Through the Eyes of Greed

When gas prices rose 150 percent from June 2020 to June 2023, politicians and the media didn’t hesitate to blame corporate greed. The evidence they offered was two-fold: rising prices and rising profits.

Yet over the past six months, gas prices have fallen 33 percent. Are politicians and media congratulating oil companies for displaying altruism? No. Market skeptics seem only to see prices through the eyes of greed. When prices go up, it must be greed on the part of the oil companies. And when they come down, it must be “market forces” that are outside the control of the oil companies. There’s a perverse symmetry here, because politicians hold themselves to the same lopsided standard, though in the other direction. To hear them tell it, falling prices are due to politicians’ sage governance, while rising prices are due to “market forces.”

Consider ExxonMobil, the fourth-largest oil company in the world and the largest US oil company. For the five years from 2010 through 2014, ExxonMobil’s after-tax profit averaged $9.1 billion per quarter. For the five years from 2015 through 2019, its profits fell more than 50 percent, to an average of $3.9 billion per quarter. Then came COVID. In 2020, ExxonMobil lost an average of $5.6 billion per quarter. 

From 2015 to 2019, when the oil company’s profits were down by more than half, no politician thanked ExxonMobil for its generosity. And in 2020, when ExxonMobil lost a total of $22.4 billion, no politician pointed out the company’s utterly selfless magnanimity.

And politicians were right not to do so.

ExxonMobil was neither generous in the latter 2010s, nor magnanimous in 2020, it was simply responding to market forces. It was doing what we all do: paying the prices that markets dictate, and selling at prices that markets allow.

But then came the inflation of 2021, the war in Ukraine, and the absolute mess that was once our supply chain. Once again, market forces moved the prices that ExxonMobil paid for things it needed, and moved the price at which it could sell its product. The result: Exxon’s average quarterly profits for 2021 and 2022 rose to $9.8 billion. But unlike the decline in profits over the prior decade, somehow, this increase in profits was due to a character flaw at Exxon. Exxon was greedy.

We can’t have it both ways. If the prior decade’s decline in oil company profits wasn’t due to altruism, then the subsequent rise in profits wasn’t due to greed.

And seen in light of its massive losses in 2020, ExxonMobil’s profits in 2021 and 2022 aren’t that remarkable. The company’s average quarterly profit over the entire period, 2020 through 2022, was only 20 percent higher than from 2015 through 2019, and almost 50 percent lower than from 2009 through 2014.

Of course, few might shed tears over a 50-percent decline in profits that still leaves a company earning multi-billions of dollars of profit every ninety days. But the focus on the billions of dollars of profit ignores something extremely important. Tens of billions of dollars in profits don’t just fall out of the sky. They require that investors hand over hundreds of billions of dollars to pay for the equipment, technology, and research needed to pull oil out of the ground — and often out of a ground that’s thousands of feet under an ocean.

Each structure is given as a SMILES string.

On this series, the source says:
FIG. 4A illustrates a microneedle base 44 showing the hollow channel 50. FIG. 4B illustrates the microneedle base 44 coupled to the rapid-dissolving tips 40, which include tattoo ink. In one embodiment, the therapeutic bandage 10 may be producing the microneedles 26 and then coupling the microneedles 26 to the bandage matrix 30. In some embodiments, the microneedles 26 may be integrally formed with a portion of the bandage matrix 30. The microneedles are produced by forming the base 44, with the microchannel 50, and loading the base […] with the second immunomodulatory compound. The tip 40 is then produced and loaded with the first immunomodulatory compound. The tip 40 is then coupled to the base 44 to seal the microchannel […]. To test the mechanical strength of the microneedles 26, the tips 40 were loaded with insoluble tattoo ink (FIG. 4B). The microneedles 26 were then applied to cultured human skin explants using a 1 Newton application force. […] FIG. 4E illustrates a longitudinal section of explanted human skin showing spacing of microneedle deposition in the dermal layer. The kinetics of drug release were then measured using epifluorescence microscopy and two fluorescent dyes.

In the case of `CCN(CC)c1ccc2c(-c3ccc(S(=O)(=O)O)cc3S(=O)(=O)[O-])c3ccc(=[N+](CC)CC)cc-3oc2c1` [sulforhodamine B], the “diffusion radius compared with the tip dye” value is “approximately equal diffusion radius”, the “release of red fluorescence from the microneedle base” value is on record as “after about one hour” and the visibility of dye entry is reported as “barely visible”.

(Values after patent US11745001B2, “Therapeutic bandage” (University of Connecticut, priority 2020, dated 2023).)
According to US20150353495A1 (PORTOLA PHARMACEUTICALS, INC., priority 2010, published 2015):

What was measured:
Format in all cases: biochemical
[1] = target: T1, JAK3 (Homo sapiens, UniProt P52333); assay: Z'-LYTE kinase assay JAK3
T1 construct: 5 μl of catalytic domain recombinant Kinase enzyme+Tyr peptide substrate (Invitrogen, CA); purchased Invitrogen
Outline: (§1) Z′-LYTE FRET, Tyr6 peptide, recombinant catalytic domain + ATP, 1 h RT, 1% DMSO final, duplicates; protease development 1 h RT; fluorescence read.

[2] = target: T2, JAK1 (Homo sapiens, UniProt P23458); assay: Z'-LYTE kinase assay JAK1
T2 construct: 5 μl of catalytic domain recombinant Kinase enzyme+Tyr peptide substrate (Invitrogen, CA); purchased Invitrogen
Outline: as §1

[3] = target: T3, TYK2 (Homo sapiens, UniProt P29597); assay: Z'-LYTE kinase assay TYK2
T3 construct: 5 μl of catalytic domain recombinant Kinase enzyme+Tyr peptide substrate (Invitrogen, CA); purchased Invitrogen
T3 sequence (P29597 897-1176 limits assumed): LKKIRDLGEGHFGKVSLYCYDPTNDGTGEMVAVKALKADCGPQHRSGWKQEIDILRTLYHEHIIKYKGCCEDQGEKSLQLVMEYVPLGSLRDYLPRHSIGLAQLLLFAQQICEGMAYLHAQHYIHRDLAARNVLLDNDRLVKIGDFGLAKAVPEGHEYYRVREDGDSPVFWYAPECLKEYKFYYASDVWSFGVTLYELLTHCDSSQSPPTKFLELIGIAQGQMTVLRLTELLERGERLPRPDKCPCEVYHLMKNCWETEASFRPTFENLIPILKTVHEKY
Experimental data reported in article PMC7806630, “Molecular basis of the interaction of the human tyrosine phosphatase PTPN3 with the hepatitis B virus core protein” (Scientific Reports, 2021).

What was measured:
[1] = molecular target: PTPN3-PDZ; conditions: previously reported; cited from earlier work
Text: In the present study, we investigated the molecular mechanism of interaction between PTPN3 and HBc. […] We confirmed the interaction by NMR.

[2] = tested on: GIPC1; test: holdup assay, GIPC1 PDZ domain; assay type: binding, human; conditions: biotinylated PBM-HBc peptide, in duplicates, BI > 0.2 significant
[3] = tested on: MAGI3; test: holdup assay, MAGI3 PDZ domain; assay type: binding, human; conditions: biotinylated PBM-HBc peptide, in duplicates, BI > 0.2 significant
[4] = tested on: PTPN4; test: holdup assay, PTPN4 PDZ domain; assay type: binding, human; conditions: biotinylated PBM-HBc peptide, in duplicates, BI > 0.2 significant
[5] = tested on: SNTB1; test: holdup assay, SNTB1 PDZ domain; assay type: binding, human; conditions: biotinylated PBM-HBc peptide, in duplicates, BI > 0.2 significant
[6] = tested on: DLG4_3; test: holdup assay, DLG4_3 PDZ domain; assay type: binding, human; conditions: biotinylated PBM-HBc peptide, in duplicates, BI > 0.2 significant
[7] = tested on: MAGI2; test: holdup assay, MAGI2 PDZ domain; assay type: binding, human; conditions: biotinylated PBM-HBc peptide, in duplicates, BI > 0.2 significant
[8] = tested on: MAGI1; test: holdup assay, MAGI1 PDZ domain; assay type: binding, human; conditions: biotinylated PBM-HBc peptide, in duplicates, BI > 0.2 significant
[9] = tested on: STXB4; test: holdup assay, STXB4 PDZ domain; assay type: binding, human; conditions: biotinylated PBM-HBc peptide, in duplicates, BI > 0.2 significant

ExxonMobil uses $370 billion worth of assets to do what it does. Every penny of those assets represents either a loan, on which it must pay interest, or an equity investment, for which it must generate returns. From 2010 to the present, Exxon’s average quarterly profit of $6.1 billion represents less than a 7-percent return on its assets. Of late, a 7-percent return just barely compensates for inflation.

Politicians will argue that rising oil prices aren’t the result of free market forces, but of price gouging made possible by the fact that oil companies are monopolistic. If ExxonMobil is a company that (a) sells a necessity, (b) is monopolistic, and (c) is the fourth-largest company on the planet that does what it does, and the best it can do over the past two decades is to generate a 7-percent return on its assets, then perhaps our fear of monopolistic companies is overblown.

Rising gas prices are not a sign of oil company greed any more than falling prices are a sign of oil company altruism — or of consumer greed. Prices respond to conditions. Arguing that we need to “do” something about the prices is to mistake the effect for the cause. 

High gas prices aren’t due to oil executives suddenly realizing that they can make more money by being greedy. High gas prices are due to wars, which are typically caused by governments. High gas prices are due to supply chain disruptions, the latest of which was caused by governments. High gas prices are due to inflation, which is often caused by governments printing money to pay for unaffordable spending.

But you won’t hear politicians looking for the actual cause of high gas prices. Instead, you’ll hear them trying to convince voters to place the blame anywhere other than where it belongs. Politicians don’t care whether oil companies are greedy, or altruistic, or neither. Politicians care about using oil companies as a smokescreen to hide from the voters’ wrath.

The post Through the Eyes of Greed was first published by the American Institute for Economic Research (AIER), and is republished here with permission. Please support their efforts.

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